After the tour

After last Saturday’s garden tour, I find myself in a reflective mood. You had questions. I’ve got answers. I couldn’t get to all of you on tour day so I’ll address some things here. I also heard some people didn’t get to visit. It was a great tour. I’m sorry you missed it. This post is for you too.

Rosa 'Carefree Beauty' rose against the split rail fence that surrounds the back garden. Photo by Dee Nash
Rosa ‘Carefree Beauty’ rose against the split rail fence that surrounds the back garden. I’m taking as many photos of my favorite rose as I can because I fear Rose Rosette may claim it soon.

However, a quick aside. I’m listening to Jewel’s new cd, Picking Up The Pieces. It’s deeply personal and a companion to her newly-published autobiography, Never Broken: Songs Are Only Half the Story, which I’m also reading. I’m a big fan of her music, but I find the autobiography hard going because her childhood was tough. There is one track on the cd, in particular, I love, His Pleasure is My Pain. I may be wrong, but I think it’s about her father who is alcoholic. My father is also alcoholic, not something I talk much about on a gardening blog–it makes people uncomfortable–but her line about being accused of being too sensitive really hit home. Never let anyone tell you you’re too sensitive. The world needs more sensitivity, empathy and understanding. Just hang in there and work to restore your soul when the world, your friends, or your family batters you. The garden is a good place to restore your soul.

The song, My Father’s Daughter, brings Jewel’s relationship with her father full circle. It’s about forgiveness and gratitude to our family members who came before us, warts and all. I know my parents did the best they could with the tools they were given. I think mercy, compassion and forgiveness are essential to living your best life.

Rosa 'South Africa' with all its October imperfections. I don't spray for insects. Really, I don't.
Rosa ‘South Africa’ with all its October imperfections. I don’t spray for insects. Really, I don’t.

Jewel often writes of escaping into nature. I so get that. My love of nature led me to write this blog, and October is my blogaversary. In eight years, we’ve come a long way baby, and it’s been an interesting ride for a blog I thought only my mom would read. Thank you from the bottom of my red dirt heart.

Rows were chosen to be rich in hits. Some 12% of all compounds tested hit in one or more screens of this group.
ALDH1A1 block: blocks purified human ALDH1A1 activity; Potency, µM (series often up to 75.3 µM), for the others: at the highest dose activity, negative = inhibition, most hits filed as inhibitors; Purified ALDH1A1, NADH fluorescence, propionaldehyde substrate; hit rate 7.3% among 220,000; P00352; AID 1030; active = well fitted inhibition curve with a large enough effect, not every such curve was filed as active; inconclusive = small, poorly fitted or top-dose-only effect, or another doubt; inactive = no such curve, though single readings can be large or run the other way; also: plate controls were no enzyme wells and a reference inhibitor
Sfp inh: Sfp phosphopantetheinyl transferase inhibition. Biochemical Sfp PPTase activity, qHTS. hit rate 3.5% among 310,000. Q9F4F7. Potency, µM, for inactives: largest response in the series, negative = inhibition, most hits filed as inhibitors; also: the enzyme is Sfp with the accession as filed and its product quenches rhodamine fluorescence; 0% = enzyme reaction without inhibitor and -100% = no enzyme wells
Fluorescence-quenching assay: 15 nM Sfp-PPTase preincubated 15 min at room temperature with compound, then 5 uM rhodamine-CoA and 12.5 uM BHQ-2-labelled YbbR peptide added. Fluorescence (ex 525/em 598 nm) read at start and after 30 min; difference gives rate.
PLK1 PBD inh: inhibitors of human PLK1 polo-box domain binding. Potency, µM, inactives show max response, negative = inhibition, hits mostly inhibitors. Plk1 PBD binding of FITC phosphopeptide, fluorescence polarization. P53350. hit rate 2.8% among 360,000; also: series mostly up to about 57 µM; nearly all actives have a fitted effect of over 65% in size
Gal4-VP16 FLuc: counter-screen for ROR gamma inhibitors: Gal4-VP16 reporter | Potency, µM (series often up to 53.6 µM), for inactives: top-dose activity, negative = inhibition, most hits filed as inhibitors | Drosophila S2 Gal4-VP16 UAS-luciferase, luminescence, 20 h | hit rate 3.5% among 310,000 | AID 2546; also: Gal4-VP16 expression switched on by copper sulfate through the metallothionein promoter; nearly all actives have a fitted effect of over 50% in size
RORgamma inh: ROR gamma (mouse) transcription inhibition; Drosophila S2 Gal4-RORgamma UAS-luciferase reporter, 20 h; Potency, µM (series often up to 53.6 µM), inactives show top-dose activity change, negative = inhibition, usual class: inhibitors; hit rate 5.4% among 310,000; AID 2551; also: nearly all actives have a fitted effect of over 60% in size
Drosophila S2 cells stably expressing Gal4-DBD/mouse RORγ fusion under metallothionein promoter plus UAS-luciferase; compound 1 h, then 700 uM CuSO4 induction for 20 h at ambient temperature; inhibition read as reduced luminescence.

One question I’m asked is if my blog makes money. Not much, but enough to pay for hosting. I still write because I can’t help myself. The blog gave me lots of exposure, and I am grateful people mostly like what I write.

Traffic for the tour was up and down the street for blocks.
Traffic for the tour was up and down the street for blocks. Neighbors we’ve never seen before rode their bikes up to our house just to see what was going on. Photo by Claire Nash.

Enough of the heavy stuff–this post is for all of you who weren’t able to come to the tour last weekend, and everyone who didn’t get their questions answered. Over 500 people came. There were cars all the way up and down the street. My daughter, Claire, took this picture, above, when she ran back to the store for more water and iced tea. I heard it was the same for all of the gardens on tour. Thanks again to everyone who bought a ticket to help college students get their horticulture degrees. We were so fortunate to get great press for the tour. Special thanks to Lin Sanchez who worked hard to get the word out.

First, the plants that won popularity awards. Click on the circles to see larger photos. Our first fan favorite was Alternanthera dentata ‘Purple Knight.’ People are first attracted to color. ‘Purple Knight’ looked especially fab with the red coleus behind it. Yes, it’s a tropical. It is not perennial. It does not come back. You can take cuttings, but you need artificial light or a greenhouse to overwinter it. However, if it were perennial, it wouldn’t look that good after such a hot summer. Plus, the two plants–yes two–were about $3.95 each. It won’t break the bank, and no, I don’t own a nursery.

The celosia that wowed everyone because of its great height is the offspring of ‘Purple Flamingo’ or ‘Flamingo Purple,’ depending upon the seed source. I bought my seeds years ago from Chiltern’s. You can also get them from Harris Seeds. I get a few self-sown babies each year now, and I could also gather the seeds. Maybe I will this year. I like how they come up at the end of summer, unless you start them indoors, providing fresh color in the tiered borders. This tall drink of water is proof positive that not everyone wants plants that are compact and rounded. Every garden needs an exclamation point or five.

I heard someone say I limbed up my Japanese beautyberry, but that’s just the way it grows. I don’t know the species for sure. I think it’s Callicarpa japonica, but since I got it out of a woman’s garden in Raleigh, NC, I can’t be sure. It could be C. dichotoma or C. bodinieri, but she told me it was Japanese, not Chinese, when she handed the tiny stick to me. It’s been growing here for seven years. It never gets any bigger, and I just let it do its thing. I did tie it up to the crapemyrtle because it was shading ‘Will’s Wonderful’ mums below. I don’t know that tying it up did much good though.